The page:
In June, Hegar certified a $250.7 billion budget passed by the 86thLegislature and signed into law by Gov. Greg Abbott as House Bill 1.
Hegar said then that the most recent total revenue projection released in May included an upward revision of $518 million and accounted for the passage of online marketplace legislation, which added about $550 million in additional sales tax revenue.
“We’ve seen tremendous growth in Texas over the last year and a half, which allowed lawmakers to make historic investments in education and provide much-needed property tax relief,” Hegar said. “Uncertainty in the global economy, however, as well as increasing unpredictability surrounding international trade policy at the federal level, may have dampening effects on the Texas economy in the coming years.”
The upcoming budget grew 4.9% or $11.86 billion greater than the preceding biennium, with public education funding growing 20% or $12.18 billion. The general revenue funded portion, representing nearly $119 billion of the total, is $10.3 billion or 9.5% higher than the current biennium.
With the new money available for the next two fiscal years, lawmakers applied $5 billion toward cutting property taxes on homes and businesses and $6.5 billion for educational reforms, including a 20% hike in schools’ baseline per-student funding.
While school districts got a lift in funding, the state’s cities were handed legislative hardships in the form of a 3.5% cap on revenue growth and bans on fees for right-of-way access by cable companies and red-light cameras. In recent years, Texas lawmakers have made increasing inroads in local ordinances.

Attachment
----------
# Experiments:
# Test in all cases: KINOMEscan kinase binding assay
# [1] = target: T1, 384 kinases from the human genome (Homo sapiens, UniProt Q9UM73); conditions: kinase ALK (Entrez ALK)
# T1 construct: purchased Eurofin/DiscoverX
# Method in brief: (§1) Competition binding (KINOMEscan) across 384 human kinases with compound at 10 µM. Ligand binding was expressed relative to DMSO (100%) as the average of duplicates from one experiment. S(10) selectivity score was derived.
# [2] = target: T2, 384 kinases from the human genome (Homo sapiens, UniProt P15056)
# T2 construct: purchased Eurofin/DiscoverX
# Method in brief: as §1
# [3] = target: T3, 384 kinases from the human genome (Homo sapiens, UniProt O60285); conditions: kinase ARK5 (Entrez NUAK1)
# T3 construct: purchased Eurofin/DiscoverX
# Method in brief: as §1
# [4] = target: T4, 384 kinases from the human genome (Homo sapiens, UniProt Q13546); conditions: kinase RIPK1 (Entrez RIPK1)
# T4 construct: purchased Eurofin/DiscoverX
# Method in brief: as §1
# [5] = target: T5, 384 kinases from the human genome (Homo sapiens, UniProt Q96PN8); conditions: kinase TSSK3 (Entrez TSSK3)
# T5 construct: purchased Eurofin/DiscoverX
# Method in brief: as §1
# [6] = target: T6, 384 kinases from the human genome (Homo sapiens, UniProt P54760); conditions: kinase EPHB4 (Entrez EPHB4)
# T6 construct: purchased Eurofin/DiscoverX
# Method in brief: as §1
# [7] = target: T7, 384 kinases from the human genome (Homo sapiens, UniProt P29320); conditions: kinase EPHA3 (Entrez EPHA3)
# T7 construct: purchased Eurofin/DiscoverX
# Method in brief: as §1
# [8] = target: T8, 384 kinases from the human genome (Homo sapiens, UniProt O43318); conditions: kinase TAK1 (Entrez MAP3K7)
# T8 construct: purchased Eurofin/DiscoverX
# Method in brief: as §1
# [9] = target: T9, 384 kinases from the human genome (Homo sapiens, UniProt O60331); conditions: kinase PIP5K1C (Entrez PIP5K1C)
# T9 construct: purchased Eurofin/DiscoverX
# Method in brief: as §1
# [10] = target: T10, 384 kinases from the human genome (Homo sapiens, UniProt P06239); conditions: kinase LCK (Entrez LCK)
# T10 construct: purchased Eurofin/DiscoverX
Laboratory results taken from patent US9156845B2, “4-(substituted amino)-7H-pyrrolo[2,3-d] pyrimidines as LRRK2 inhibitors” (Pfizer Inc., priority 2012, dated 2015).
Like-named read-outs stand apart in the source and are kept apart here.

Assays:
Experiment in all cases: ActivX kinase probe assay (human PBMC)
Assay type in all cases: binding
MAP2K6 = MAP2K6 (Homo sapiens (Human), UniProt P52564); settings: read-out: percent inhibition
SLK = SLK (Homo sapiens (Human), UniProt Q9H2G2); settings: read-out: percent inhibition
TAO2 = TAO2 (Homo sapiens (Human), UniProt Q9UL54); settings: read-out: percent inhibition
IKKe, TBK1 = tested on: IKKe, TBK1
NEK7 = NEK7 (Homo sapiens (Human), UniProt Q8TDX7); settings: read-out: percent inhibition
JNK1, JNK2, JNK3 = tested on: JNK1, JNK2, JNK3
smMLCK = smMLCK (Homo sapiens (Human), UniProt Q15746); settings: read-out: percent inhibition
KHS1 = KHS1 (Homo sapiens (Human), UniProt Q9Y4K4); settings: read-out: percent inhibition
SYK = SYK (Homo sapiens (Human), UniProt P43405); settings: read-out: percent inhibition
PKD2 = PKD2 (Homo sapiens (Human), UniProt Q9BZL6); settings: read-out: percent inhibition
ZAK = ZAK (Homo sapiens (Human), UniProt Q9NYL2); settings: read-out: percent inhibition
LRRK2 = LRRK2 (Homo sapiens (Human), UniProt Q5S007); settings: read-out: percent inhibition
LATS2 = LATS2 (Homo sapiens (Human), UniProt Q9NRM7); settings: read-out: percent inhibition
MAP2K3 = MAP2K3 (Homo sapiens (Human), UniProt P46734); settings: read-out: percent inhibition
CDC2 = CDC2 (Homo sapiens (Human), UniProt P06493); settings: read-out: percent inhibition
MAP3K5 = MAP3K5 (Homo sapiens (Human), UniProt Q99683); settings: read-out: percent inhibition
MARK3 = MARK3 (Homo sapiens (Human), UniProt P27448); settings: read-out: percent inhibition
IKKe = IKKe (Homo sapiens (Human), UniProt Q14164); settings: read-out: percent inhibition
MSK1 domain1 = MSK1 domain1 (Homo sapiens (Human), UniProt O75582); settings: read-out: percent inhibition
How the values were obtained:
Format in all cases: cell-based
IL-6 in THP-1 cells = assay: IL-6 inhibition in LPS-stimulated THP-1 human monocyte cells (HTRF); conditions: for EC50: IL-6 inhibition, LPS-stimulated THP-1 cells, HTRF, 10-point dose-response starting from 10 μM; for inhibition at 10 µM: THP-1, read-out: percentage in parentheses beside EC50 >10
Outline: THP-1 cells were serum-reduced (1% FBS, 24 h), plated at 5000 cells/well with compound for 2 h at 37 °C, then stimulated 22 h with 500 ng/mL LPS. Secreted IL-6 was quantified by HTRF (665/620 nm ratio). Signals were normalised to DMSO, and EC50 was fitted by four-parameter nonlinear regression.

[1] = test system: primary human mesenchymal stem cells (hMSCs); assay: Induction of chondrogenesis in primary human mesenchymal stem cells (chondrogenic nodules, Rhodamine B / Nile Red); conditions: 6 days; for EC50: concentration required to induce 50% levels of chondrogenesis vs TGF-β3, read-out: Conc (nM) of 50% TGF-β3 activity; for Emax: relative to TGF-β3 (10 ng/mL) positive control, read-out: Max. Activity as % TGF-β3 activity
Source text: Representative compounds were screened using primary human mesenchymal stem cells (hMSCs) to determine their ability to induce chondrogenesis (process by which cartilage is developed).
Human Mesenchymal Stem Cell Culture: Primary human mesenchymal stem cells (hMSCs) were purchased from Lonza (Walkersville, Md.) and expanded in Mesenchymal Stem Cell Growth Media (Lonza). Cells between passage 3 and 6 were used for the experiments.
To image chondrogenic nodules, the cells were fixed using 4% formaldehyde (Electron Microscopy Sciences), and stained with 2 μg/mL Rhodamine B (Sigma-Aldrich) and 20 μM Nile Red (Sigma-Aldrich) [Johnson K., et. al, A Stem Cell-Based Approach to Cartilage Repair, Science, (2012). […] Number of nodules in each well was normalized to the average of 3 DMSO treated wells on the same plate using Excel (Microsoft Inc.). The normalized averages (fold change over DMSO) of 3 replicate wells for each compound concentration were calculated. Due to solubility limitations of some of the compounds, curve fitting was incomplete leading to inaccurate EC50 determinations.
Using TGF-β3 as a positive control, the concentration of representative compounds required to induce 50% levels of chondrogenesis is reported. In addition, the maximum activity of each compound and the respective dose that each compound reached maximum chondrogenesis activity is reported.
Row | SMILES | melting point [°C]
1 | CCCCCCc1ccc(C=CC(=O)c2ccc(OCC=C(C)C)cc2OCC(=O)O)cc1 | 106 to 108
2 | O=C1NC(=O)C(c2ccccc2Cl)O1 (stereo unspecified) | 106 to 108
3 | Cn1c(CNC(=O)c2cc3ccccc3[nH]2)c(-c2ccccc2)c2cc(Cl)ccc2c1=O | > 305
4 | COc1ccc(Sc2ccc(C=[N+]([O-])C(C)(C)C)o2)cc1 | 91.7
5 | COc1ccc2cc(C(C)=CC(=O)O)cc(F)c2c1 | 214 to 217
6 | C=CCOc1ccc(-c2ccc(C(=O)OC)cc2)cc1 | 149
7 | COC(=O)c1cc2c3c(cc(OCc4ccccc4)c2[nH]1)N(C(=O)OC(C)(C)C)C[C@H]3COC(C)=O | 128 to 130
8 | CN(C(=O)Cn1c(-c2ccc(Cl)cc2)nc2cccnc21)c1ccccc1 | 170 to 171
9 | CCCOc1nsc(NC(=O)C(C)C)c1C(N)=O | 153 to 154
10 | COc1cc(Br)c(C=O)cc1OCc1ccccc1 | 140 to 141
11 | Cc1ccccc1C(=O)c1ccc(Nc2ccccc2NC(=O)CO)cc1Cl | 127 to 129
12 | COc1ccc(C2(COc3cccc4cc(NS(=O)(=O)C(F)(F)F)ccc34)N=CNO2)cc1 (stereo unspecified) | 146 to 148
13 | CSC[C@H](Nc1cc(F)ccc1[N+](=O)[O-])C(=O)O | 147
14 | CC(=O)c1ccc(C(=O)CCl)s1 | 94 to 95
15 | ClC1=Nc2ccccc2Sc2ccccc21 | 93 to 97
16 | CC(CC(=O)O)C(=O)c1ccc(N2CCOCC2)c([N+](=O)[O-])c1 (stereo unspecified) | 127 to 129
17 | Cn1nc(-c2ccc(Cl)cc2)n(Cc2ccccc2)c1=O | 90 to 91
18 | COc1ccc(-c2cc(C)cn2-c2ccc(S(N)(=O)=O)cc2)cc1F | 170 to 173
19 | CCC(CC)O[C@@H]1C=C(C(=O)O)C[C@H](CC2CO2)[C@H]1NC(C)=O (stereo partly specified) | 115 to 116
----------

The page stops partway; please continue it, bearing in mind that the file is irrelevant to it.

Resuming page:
Dallas officials estimated in a recent budget presentation that the loss of the telecommunications franchise fee will cost $6.6 million next year and $9 million for the 2021 fiscal year. The ban on red-light cameras represents another $1 million loss this year and $2.4 million next year. City officials said the lost revenue comes amid plans to provide raises for police and firefighters after a flood of retirements and difficulty in recruitment of new officers.
While the state’s major cities pinch pennies to keep up with growth, the state is enjoying a bountiful year, with sales tax collections hitting records for 21 consecutive months.
This year’s notes sale should provide no major challenge, as issues in past years were heavily oversubscribed.
Texas plans capital expenditures of $36.7 billion over the biennium and $83.6 billion over the five-year planning period. The spending includes federal funds. More than 66% of those expenditures are earmarked for the Texas Department of Transportation. Education can claim about 26%, according to KBRA.
Like other states, Texas is playing catch-up on pension obligations, but legislation passed in this year's session added flexibility while increasing contributions from the state and its employees.
Total FY 2018 fixed costs, which included debt service for non-self-supporting general obligation and revenue debt, pension contributions and pay-as-you-go OPEB contributions, totaled $6.3 billion or 5.5% of total FY 2018 general government expenditures, according to KBRA, which considers that ratio to be low.
"KBRA views the state’s debt and continuing obligations as consistent with a AAA rating determinant rating," analysts said.